U.S. insurers’ CML allocations
This paper examines the U.S. commercial mortgage loan (CML) market and U.S. insurers’ investments in CMLs.
- We demonstrate that life insurers’ CML holdings are concentrated in a handful of key metropolitan statistical areas (MSAs).
- Large U.S. life insurers tend to “follow the herd” and invest in the same top MSAs as their peers.
- This not only creates geographic concentration but also exposure to the same economic sectors.
- Few P&C companies traditionally invest in CMLs; those that do are usually affiliated with a life insurer.
The U.S. commercial mortgage loan (CML) market is a $4.4 trillion sector of the U.S. fixed income universe. For comparison, Treasuries stand at $18.4 trillion, and corporate debt outstanding is about $10.0 trillion, while the muni market is approximately $3.0 trillion.
Banks traditionally have been the dominant player in the CML field: they hold $2.3 trillion of commercial mortgages on their books, just over one-half of all CMLs. Another $0.7 trillion is held by government-sponsored enterprises (GSEs) – Ginnie Mae, Fannie Mae and Freddie Mac – or by agency- and GSE-backed mortgage pools; obviously, these are mortgage loans against multifamily residential properties only.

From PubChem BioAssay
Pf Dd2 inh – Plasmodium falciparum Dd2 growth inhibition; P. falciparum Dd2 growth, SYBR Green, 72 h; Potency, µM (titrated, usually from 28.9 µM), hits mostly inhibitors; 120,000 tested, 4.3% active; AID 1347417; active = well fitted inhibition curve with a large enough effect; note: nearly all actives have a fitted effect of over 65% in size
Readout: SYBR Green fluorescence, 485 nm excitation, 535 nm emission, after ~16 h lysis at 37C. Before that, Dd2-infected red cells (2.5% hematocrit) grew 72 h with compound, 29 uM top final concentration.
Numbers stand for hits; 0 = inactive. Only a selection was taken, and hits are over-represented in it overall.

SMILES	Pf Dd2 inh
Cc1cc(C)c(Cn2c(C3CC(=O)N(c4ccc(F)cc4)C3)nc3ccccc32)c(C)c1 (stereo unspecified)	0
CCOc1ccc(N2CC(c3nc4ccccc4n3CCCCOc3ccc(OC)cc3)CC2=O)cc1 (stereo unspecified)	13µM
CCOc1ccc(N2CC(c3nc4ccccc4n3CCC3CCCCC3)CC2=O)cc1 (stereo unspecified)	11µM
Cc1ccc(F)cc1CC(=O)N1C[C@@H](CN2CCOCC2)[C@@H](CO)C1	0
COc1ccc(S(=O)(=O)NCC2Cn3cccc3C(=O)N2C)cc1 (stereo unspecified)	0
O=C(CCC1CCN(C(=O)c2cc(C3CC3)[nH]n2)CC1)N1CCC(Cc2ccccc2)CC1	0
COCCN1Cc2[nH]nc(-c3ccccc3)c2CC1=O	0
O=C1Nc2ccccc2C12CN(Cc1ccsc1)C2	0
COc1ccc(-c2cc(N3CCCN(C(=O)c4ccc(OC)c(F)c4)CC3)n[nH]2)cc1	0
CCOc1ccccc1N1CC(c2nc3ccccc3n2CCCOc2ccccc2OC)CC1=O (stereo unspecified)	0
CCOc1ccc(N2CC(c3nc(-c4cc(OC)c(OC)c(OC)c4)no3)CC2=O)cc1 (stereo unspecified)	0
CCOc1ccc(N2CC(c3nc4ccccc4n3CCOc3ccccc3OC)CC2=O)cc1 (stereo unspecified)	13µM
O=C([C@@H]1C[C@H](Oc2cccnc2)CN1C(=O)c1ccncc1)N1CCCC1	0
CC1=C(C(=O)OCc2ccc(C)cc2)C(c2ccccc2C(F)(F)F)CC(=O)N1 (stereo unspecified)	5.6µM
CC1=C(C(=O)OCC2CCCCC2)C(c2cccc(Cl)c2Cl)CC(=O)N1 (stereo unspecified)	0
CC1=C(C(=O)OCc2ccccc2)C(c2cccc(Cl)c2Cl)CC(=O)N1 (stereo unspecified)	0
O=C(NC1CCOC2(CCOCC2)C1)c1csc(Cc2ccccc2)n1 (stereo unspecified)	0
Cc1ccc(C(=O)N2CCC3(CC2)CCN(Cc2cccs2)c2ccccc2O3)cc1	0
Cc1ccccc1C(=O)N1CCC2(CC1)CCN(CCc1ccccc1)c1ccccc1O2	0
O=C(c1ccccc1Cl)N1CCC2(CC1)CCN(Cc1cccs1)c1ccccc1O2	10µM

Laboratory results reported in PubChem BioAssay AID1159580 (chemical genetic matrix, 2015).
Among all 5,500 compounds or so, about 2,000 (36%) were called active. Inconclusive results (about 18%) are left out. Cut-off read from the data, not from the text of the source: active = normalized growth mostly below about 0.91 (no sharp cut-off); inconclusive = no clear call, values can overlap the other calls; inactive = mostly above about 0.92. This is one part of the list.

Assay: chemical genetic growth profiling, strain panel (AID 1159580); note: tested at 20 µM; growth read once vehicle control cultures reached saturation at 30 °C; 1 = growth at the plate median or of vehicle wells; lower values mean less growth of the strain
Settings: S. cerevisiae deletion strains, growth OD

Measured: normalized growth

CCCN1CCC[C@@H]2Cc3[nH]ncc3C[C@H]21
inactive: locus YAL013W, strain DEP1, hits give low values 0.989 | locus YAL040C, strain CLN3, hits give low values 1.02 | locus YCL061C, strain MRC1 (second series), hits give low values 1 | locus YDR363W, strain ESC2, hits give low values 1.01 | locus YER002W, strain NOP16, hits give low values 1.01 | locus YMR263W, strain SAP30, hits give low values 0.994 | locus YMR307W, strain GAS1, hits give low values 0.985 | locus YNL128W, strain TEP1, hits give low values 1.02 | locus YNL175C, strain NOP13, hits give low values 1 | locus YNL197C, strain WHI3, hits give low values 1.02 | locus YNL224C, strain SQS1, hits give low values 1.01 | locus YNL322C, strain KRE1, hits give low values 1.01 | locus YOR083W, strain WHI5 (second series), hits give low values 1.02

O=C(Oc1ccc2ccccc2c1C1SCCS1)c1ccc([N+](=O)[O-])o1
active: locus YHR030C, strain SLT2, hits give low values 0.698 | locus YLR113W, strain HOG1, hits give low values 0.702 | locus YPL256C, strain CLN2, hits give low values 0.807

Insurance companies claim the third spot with $0.6 trillion, almost all of it held by life companies (96%). CMBS issuers account for about $0.4 trillion of CMLs, and the remaining $0.5 trillion are held by all other types of lenders: REITs, pension plans, etc1.
Exhibit 1 shows the top 50 geographic exposures for the U.S. life insurance industry, ranked by dollars invested in CMLs. The top 10 metropolitan statistical areas (MSAs) on the left are colored purple.
Exhibit 1: U.S. life insurance industry’s top 50 CML geographic exposures
It should be evident that the life insurance industry’s investments in CMLs are dominated by a handful of MSAs. To further illustrate this point, Exhibit 2 shows the largest (by invested assets) U.S. life insurers that have at least 4% of their asset portfolios in CMLs. For each company, the bar represents the percentage of its CML portfolio in its 10 most significant MSAs. The white number inside the bar indicates the size of its CML portfolio as a percentage of total invested assets. Clearly, virtually every one of these companies has a meaningful allocation to at least some of the industry’s top MSAs: New York, Los Angeles, Washington DC, Chicago, etc.
Exhibit 2: Large U.S. life insurers’ geographic CML exposures
Therefore, a typical large life insurer has nearly 50% of its CML portfolio allocated to just 10 MSAs, and on average almost 70% of that is invested in the same top 10 industry MSAs, while only 30% is in “other” MSAs, outside of the life insurance industry’s top 10 list. This causes insurers to be exposed not only to the same geographic areas but also to the same sectors of the economy.